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SAXON SHORE WAY
Rye to Hastings

I did this walk on Sunday 9 September 2007. I drove down to Hastings and got the 10.57 train from Hastings Station to Rye, the journey took 17 minutes and the single ticket cost 3.80. It was a bit of later start than I would have hoped for but there is only one train an hour on Sundays and I had had a few sleepless nights so I didn't hurry to get up in the morning. On the way down the A21 had been closed between Sevenoaks and Tonbridge which meant a rather slow detour but fortunately I still made the train with time to spare.

Mermaid Street, Rye
River Brede, Rye
Brede Sluice
(1) Mermaid Street, Rye
(2) River Brede, Rye
(3) Brede Sluice

Leaving Rye Station I had a little look round the town, photo 1, before heading down to the Winchelsea Road where I rejoined the route of the Saxon Shore way that I had left almost a year earlier. I crossed over the river Brede, photo 2, and followed Winchelsea Road round to the left before taking a turning on the left signposted Rye Harbour. A very short distance along this road the route crosses the lock gates of Brede Sluice, photo 3, and takes a gravel track on the right.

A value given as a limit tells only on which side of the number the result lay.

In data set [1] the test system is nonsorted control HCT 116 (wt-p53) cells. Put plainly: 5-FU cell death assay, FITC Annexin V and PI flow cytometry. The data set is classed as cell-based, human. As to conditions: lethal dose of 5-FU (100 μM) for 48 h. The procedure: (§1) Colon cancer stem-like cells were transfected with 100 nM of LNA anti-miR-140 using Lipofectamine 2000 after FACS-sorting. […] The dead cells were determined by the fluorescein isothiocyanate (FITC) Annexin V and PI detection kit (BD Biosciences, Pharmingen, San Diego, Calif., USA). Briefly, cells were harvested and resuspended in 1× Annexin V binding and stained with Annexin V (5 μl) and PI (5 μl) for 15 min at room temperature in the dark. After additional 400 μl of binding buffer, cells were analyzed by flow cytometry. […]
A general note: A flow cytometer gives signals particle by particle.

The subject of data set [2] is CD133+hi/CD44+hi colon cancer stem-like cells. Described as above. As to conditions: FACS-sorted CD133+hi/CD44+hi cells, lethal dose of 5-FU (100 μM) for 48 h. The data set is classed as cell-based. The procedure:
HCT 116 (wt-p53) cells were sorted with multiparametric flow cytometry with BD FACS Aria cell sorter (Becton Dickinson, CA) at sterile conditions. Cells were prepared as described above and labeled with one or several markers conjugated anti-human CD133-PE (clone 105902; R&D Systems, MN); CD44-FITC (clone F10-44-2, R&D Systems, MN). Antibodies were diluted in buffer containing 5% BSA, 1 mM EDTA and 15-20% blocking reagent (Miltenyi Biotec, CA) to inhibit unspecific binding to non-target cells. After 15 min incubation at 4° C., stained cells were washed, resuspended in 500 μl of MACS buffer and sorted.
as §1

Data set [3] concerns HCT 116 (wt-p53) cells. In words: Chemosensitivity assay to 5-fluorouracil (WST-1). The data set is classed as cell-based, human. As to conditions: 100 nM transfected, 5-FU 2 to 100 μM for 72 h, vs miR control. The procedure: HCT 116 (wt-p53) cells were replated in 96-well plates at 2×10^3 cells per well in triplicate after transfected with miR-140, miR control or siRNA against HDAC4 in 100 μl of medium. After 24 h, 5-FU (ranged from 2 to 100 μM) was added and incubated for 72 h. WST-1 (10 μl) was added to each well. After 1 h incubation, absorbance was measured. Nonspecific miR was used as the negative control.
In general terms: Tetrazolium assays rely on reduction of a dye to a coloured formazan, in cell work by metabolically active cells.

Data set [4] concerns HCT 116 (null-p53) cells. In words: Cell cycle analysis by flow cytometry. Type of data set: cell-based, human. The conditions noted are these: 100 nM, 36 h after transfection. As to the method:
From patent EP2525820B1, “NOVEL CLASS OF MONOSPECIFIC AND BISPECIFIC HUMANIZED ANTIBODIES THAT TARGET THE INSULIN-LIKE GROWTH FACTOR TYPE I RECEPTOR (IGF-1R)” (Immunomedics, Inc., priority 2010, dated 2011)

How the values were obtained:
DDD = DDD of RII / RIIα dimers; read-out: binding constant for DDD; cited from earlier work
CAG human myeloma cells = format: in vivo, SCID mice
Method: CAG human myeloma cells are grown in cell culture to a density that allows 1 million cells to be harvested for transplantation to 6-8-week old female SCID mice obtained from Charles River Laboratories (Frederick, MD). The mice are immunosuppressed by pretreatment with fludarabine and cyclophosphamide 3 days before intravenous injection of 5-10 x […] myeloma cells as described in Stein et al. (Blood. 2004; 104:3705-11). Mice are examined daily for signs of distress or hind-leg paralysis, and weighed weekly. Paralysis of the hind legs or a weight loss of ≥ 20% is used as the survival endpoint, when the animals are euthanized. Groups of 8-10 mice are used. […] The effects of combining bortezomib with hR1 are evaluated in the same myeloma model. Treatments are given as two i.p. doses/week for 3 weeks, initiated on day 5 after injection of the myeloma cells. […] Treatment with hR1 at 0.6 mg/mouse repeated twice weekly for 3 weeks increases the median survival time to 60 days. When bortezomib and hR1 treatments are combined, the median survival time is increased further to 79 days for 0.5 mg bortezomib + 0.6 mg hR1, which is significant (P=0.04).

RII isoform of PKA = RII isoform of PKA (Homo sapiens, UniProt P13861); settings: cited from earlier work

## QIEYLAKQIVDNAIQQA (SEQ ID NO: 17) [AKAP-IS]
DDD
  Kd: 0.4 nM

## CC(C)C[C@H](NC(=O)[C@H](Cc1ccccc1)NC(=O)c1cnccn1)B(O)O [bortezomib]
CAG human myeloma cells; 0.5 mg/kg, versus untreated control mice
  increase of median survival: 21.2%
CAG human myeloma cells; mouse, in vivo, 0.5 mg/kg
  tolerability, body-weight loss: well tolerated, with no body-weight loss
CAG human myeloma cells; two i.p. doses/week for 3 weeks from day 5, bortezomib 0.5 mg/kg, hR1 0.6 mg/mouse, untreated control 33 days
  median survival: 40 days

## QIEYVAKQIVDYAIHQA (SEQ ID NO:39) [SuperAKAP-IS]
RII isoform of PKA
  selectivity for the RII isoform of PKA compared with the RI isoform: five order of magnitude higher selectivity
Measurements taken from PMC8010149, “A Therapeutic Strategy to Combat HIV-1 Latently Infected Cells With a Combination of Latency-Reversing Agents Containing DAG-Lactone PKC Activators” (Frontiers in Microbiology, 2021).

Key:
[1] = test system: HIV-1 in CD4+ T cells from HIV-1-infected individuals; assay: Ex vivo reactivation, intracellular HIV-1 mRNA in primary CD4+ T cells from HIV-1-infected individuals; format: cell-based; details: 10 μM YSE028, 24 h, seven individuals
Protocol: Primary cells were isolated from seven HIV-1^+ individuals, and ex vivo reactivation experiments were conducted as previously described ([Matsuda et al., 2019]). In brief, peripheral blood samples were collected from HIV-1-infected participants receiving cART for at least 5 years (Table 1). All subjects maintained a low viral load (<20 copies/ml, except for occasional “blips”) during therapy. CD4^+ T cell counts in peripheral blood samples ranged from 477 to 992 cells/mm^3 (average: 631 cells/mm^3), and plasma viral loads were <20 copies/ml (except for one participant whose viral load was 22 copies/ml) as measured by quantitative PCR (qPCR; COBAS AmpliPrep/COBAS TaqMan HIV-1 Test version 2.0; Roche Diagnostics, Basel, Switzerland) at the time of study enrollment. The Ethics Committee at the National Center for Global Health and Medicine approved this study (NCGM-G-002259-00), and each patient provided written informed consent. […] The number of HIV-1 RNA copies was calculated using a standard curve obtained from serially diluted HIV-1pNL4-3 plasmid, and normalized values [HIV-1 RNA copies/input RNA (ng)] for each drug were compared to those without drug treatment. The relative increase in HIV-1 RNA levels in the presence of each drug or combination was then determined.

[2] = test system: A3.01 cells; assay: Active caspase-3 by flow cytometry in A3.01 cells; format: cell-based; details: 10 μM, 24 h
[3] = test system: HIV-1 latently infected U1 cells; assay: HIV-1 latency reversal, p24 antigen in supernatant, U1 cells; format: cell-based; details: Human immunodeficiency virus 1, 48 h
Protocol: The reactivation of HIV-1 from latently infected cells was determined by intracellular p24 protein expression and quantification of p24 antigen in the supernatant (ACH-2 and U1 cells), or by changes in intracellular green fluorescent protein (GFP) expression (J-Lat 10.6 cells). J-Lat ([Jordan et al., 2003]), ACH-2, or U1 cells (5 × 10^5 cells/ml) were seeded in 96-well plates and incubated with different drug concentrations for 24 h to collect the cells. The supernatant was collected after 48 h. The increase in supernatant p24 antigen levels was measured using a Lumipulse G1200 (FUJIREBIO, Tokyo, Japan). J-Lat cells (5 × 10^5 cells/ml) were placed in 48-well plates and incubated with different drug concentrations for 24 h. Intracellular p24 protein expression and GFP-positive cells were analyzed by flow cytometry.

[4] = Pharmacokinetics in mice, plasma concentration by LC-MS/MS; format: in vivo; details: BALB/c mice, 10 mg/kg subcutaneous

Royal Military Canal, Rye
Camber Castle
View back to Rye
(4) Royal Military Canal, Rye
(5) Camber Castle
(6) View back to Rye

This track is followed to some houses where the Saxon Shore Way bears left on to a grassy footpath that curves round the houses and back down to join the Royal Military Canal, photo 4. The route heads along side the canal for a while and then bears to the left across the Rye Harbour nature Reserve, heading for Camber Castle, photo 5, which grew ever closer as I progressed down the path. To my left I could hear the bells of Rye, photo 6, ringing out Midday.

Camber Castle
Royal Military Canal, Winchelsea
Fields nr Winchelsea
(7) Camber Castle
(8) Royal Military Canal, Winchelsea
(9) Fields nr Winchelsea